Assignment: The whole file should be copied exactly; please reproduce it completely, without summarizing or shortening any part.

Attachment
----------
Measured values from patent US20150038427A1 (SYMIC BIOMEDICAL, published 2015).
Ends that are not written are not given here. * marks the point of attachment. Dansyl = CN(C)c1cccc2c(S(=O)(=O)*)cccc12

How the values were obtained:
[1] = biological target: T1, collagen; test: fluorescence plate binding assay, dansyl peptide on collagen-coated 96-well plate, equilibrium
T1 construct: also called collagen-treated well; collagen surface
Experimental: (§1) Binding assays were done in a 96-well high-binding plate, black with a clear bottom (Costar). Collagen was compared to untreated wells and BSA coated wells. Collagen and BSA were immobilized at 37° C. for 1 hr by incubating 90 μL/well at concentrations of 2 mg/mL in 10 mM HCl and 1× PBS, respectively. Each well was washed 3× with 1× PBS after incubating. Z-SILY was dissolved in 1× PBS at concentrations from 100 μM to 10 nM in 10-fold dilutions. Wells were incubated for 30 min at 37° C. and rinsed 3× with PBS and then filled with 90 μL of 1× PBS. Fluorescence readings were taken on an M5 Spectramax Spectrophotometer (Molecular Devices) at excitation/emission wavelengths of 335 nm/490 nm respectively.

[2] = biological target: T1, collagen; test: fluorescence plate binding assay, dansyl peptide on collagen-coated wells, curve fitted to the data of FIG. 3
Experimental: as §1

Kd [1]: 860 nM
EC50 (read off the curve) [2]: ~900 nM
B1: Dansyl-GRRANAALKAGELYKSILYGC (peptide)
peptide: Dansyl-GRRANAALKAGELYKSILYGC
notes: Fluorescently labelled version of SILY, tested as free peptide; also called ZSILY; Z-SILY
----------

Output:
Measured values from patent US20150038427A1 (SYMIC BIOMEDICAL, published 2015).
Ends that are not written are not given here. * marks the point of attachment. Dansyl = CN(C)c1cccc2c(S(=O)(=O)*)cccc12

How the values were obtained:
[1] = biological target: T1, collagen; test: fluorescence plate binding assay, dansyl peptide on collagen-coated 96-well plate, equilibrium
T1 construct: also called collagen-treated well; collagen surface
Experimental: (§1) Binding assays were done in a 96-well high-binding plate, black with a clear bottom (Costar). Collagen was compared to untreated wells and BSA coated wells. Collagen and BSA were immobilized at 37° C. for 1 hr by incubating 90 μL/well at concentrations of 2 mg/mL in 10 mM HCl and 1× PBS, respectively. Each well was washed 3× with 1× PBS after incubating. Z-SILY was dissolved in 1× PBS at concentrations from 100 μM to 10 nM in 10-fold dilutions. Wells were incubated for 30 min at 37° C. and rinsed 3× with PBS and then filled with 90 μL of 1× PBS. Fluorescence readings were taken on an M5 Spectramax Spectrophotometer (Molecular Devices) at excitation/emission wavelengths of 335 nm/490 nm respectively.

[2] = biological target: T1, collagen; test: fluorescence plate binding assay, dansyl peptide on collagen-coated wells, curve fitted to the data of FIG. 3
Experimental: as §1

Kd [1]: 860 nM
EC50 (read off the curve) [2]: ~900 nM
B1: Dansyl-GRRANAALKAGELYKSILYGC (peptide)
peptide: Dansyl-GRRANAALKAGELYKSILYGC
notes: Fluorescently labelled version of SILY, tested as free peptide; also called ZSILY; Z-SILY